Why does God allow people to do evil?

This article was printed in the Winter edition of New Wine magazine, and is reproduced here by permission.

We are confronted almost daily with the reality of evil people at large in our world. Robert Mugabe is the latest in the long line of villainous leaders to dominate headlines. President of Zimbabwe since 1980, he has inflicted untold misery on his people—so why has he been allowed to continue? It is striking that Western policy in recent years has often appeared to be shaped by response to individuals, evil leaders who need to be toppled. So the second Gulf War in Iraq was directed specifically against the regime of Saddam Hussein. And it was seen to be a triumph of Western action that Gaddafi was deposed as leader of Libya. However evil certain systems or cultures appear to be, it is evil people that we feel the need to focus on.

Questions in Scripture

Scripture appears similarly to be concerned with evil individuals, and the challenge they offer to our understanding of God’s love and power. What will God’s response be to evil and obstinate Pharoah, oppressing and enslaving God’s people? asks the writer of Exodus. What will God do about a succession of kings of Israel and Judah who ‘do evil in the sight of the Lord’? asks the writer of 1 and 2 Kings. How can God not only allow the foreign leader Cyrus to flourish, but actually make use of him in liberating his people? asks Isaiah. What sense can we make of the tyrannical kings Nebuchadnezzar, Belshazzar and Darius as we face tyranny in our own day? asks Daniel. The questions continue to haunt us.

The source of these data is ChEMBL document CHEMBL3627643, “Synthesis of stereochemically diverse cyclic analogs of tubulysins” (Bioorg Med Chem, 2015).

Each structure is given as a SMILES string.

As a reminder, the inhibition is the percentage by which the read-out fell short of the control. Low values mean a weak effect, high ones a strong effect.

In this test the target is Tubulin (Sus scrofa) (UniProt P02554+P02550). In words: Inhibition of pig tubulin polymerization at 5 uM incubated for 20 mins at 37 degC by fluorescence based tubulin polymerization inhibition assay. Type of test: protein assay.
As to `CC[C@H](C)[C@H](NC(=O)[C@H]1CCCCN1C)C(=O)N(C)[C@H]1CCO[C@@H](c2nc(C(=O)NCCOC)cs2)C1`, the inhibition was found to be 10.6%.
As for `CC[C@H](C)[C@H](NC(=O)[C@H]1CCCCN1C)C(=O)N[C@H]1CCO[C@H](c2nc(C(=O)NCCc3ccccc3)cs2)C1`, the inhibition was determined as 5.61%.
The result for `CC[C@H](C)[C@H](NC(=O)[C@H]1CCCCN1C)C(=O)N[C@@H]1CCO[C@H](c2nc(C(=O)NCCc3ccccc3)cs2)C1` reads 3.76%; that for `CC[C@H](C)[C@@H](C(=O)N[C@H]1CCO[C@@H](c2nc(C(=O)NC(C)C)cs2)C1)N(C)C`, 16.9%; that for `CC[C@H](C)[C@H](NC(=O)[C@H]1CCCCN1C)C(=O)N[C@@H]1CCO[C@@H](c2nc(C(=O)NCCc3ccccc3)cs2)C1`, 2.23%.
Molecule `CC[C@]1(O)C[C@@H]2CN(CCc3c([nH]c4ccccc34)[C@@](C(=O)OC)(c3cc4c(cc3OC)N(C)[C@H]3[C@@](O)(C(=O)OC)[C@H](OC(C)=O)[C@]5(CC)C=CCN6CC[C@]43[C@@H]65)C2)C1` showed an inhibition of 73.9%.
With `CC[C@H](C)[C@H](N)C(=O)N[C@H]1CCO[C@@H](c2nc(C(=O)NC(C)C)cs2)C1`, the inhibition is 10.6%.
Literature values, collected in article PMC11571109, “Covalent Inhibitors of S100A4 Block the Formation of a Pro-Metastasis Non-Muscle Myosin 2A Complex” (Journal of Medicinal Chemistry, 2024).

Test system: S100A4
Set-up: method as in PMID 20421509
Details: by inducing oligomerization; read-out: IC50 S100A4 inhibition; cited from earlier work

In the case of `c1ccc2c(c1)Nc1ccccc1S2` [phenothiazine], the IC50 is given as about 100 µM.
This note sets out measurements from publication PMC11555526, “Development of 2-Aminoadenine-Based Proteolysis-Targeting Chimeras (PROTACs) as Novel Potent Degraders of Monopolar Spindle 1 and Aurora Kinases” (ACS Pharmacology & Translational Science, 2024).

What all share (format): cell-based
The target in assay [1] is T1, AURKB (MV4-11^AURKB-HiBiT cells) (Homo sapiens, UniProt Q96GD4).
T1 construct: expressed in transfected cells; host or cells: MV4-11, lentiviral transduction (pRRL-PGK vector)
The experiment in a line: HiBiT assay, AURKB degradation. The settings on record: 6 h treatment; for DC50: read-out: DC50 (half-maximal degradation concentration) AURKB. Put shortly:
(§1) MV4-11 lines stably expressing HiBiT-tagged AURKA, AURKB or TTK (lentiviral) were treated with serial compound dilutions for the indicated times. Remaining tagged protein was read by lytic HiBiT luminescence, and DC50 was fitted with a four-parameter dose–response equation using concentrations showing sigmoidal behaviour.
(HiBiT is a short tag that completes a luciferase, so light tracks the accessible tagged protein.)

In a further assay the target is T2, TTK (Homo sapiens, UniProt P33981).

In an extended reflection on this question, the Davidic Psalm 37 starts with the injunction ‘Do not fret because of the wicked’, a call to let go of the anxiety we feel at the evil we see around us. But perhaps in the West that is not our real problem. The real challenge is to feel concern about evil more deeply; most of our experience is at arm’s length, as we are presented on television or the internet with bite-sized packages of evil, often simplified and made neat and tidy. This edited evil is easy to boo, and it is also clear who we ought to cheer on as the champions of goodness and freedom. And this touches on a key issue.

Evil Within

Never mind the figureheads—what about the henchmen? For every Mugabe or Gaddafi, there are hundreds, possibly thousands around them who have supported them and helped them gain and retain the power they now misuse. Hitler was, in the 1930s, regarded as a national hero by many, saving Germany from the ignominy of humiliation by the Allied powers. And those ‘many’ included much of the Church, including at first Dietrich Bonhoeffer, even though he is better known for his later change of mind. The challenge of the evil person is a test of our eyesight; it is easy to see evil at a distance, but how good are we at spotting it close at hand?

One of the most challenging books on my shelves is Christopher Browning’s Ordinary Men. It tells the story of a reserve battalion in Poland in World War II, and introduces us to cheerful, friendly, ordinary men who killed without hesitation or apparent remorse for years on end, in docile obedience to an authority they happily accepted as legitimate. As such it is a chilling reminder of what we as humans are capable of when we insulate ourselves from the reality of evil on our doorstep.

If we are expecting God to stop the ‘big people’ doing evil, why don’t we want him to stop the ‘small people’ doing evil? How evil do we need to be for God to intervene? What would life look like if God prevented all my evil thoughts and actions?

There is a cartoon doing the rounds on the internet at the moment, with the following saying: ‘I wanted to ask God why there was so much evil in the world, when he could do something to prevent it. But I was afraid that he would ask me the same question.’

Speaking Truth to Power?